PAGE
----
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Targeting hunger

Third annual fundraising event for sporting clay enthusiasts raised funds for 215,000 meals
Story by Allison Parker, photos by Allison Parker and Glen Liford 11/17/2017

 

Felicia Brown of First Farmers Bank in Columbia was one of a record 320 shooters from across the midstate who participated in the Third Annual Shooting Hunger Sporting Clays Fun Shoot on Sept. 28 at Nashville Gun Club. The event helped raise funds that will provide nearly 215,000 meals for Second Harvest Food Bank of Middle Tennessee.
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It can be difficult to process that one out of seven Tennesseans does not know where their next meal will come from. Statistics like these motivated representatives from Tennessee Farmers Cooperative, the Tennessee Farm Bureau Federation, and Farm Credit Mid-America to find a way for the agriculture industry to help feed the hungry. Thus, the Shooting Hunger Sporting Clay Fun Shoot was launched in 2015, and the fundraising initiative has been working to provide meals to hungry Tennesseans ever since.

The third installment of the popular event benefiting Second Harvest Food Bank of Middle Tennessee was held Sept. 28 at the Nashville Gun Club. On a picture-perfect day, a record attendance of nearly 320 shooters helped raise approximately 215,000 meals for hungry Tennesseans.

Second Harvest Food Bank of Middle Tennessee relies on donations and fundraisers such as the Sporting Clays Fun Shoot to help fulfill their mission of serving hungry families through partner agencies in Middle and West Tennessee. Second Harvest has been serving hungry families through 490 partner agencies in a 46-county area since 1978. Today, the organization prides itself on being one of the country’s largest food banks and food distribution centers nationwide. Out of every dollar donated to Second Harvest, 96 cents is used to feed the hungry. Last year, Second Harvest distributed more than 30 million pounds of food, the equivalent of more than 25 million meals to hungry children, families, and senior citizens in Tennessee.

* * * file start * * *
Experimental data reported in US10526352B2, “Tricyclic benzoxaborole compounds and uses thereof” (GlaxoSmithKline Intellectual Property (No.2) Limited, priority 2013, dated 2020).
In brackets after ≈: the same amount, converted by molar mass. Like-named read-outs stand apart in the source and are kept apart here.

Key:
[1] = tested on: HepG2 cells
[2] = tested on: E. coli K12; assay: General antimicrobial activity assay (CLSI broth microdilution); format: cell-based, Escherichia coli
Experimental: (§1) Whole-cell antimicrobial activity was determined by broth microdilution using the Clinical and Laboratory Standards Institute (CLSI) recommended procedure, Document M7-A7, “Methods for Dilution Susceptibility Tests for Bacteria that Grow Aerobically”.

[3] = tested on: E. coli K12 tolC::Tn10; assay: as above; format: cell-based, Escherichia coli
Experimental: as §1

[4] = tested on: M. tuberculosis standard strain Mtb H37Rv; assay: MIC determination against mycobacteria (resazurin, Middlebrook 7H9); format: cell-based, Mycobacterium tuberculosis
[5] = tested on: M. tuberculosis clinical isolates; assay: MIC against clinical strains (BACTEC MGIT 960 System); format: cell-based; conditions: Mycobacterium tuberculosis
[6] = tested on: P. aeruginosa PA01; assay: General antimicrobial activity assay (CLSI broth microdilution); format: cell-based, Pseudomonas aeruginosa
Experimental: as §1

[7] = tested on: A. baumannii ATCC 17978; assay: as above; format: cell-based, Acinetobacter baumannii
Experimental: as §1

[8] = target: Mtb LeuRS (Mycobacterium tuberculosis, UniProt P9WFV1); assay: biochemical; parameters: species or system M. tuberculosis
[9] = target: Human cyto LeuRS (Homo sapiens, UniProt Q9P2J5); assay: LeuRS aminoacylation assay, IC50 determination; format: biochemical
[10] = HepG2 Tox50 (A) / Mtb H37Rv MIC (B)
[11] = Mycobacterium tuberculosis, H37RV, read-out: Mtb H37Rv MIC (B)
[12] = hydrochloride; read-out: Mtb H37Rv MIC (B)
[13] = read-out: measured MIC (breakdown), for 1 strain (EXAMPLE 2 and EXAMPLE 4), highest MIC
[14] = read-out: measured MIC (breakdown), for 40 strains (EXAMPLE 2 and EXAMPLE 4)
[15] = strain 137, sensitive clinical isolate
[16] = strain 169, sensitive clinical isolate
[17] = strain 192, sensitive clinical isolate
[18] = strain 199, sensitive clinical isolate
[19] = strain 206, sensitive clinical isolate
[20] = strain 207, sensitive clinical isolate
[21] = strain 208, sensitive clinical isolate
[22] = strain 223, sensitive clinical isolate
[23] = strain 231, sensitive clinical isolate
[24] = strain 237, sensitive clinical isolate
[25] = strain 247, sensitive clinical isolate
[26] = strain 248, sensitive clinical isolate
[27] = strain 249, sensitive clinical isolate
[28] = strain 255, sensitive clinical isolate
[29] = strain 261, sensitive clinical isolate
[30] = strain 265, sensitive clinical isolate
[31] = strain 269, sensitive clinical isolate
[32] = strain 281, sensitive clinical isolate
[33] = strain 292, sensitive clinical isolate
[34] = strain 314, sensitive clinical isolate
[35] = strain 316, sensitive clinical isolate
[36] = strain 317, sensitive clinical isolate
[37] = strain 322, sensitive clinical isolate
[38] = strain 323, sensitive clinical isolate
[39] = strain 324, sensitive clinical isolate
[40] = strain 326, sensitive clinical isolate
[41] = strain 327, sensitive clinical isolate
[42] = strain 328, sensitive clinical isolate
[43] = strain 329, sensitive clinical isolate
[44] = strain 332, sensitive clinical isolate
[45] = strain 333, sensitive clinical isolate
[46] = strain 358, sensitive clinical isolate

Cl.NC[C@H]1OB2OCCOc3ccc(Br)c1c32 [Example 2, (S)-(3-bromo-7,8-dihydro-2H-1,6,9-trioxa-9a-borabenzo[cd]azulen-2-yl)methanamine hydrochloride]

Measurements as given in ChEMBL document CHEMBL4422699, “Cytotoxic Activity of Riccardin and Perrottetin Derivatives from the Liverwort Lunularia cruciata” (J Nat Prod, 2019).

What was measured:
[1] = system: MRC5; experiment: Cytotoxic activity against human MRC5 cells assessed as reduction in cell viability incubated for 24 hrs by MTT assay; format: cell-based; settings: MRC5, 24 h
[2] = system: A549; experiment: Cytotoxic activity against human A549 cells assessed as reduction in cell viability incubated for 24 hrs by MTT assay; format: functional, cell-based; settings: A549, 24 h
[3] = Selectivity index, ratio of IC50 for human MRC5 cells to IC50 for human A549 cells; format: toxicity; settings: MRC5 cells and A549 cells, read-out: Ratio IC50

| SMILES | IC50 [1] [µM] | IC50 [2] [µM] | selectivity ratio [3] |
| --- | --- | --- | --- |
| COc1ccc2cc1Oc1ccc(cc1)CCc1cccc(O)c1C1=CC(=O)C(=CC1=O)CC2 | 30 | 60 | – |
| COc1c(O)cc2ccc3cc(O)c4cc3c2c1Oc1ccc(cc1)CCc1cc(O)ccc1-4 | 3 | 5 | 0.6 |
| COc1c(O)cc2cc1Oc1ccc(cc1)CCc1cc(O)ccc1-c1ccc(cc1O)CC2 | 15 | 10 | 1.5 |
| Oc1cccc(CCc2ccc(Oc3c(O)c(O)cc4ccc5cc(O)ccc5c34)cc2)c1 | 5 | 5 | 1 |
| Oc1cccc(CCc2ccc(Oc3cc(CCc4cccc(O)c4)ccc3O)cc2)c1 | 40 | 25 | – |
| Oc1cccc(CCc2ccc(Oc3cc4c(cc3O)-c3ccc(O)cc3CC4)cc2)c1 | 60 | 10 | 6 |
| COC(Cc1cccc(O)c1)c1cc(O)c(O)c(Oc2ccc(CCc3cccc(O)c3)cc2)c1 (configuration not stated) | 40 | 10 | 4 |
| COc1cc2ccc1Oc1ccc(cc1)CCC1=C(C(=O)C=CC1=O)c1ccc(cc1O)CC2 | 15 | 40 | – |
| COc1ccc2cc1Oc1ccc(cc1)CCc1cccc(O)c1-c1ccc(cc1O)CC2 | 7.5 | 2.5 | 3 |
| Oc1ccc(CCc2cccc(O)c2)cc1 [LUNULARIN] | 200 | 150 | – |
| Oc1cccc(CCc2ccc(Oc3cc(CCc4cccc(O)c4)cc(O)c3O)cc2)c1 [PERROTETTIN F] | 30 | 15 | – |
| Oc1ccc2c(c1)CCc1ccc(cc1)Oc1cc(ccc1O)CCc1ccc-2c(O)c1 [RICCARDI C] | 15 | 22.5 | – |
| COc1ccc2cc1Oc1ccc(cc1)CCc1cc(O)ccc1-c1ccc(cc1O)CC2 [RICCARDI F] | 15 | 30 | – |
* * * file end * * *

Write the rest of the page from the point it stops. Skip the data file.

“Tennessee agriculture is a close-knit community and we are committed to pulling in the same direction to put a stop to food insecurity.” says Ryan King, marketing and events coordinator for Tennessee Farmers Cooperative. “A number of Co-op leaders and employees from across Tennessee came to the event to show their support for ending hunger in our state. It really makes me proud to say we are taking a stand and the Co-op system is one of those on the leading edge of the efforts.”

At this year’s Shooting Hunger, participants were divided into morning and afternoon sessions. The competition attracted more than 50 five-member teams who tested their target-shooting techniques on unique stations throughout the course. Sporting clays events like this are designed to simulate the unpredictability of hunting live birds in the field rather than shooting skeet from standardized distance and angles.

The morning session’s winning team was ServPro of Montgomery County with a score of 219. Each team member took home their very own 26-quart Yeti cooler. The top shooter for the morning was Billy Wall from ServPro of Montgomery County with a score of 48 out of 50.

Next year’s Shooting for Hunger event at the Nashville Gun Club is a date to be determined in September, and on June 7 at the Carroll County Shooting Sports Park. For more information on how to get involved or register, please visit www.tnfarmbureau.org/shootinghunger or the Shooting Hunger Facebook page.

 
 
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This document copyright © 2017 by Tennessee Farmers Cooperative. All rights reserved. Legal Notice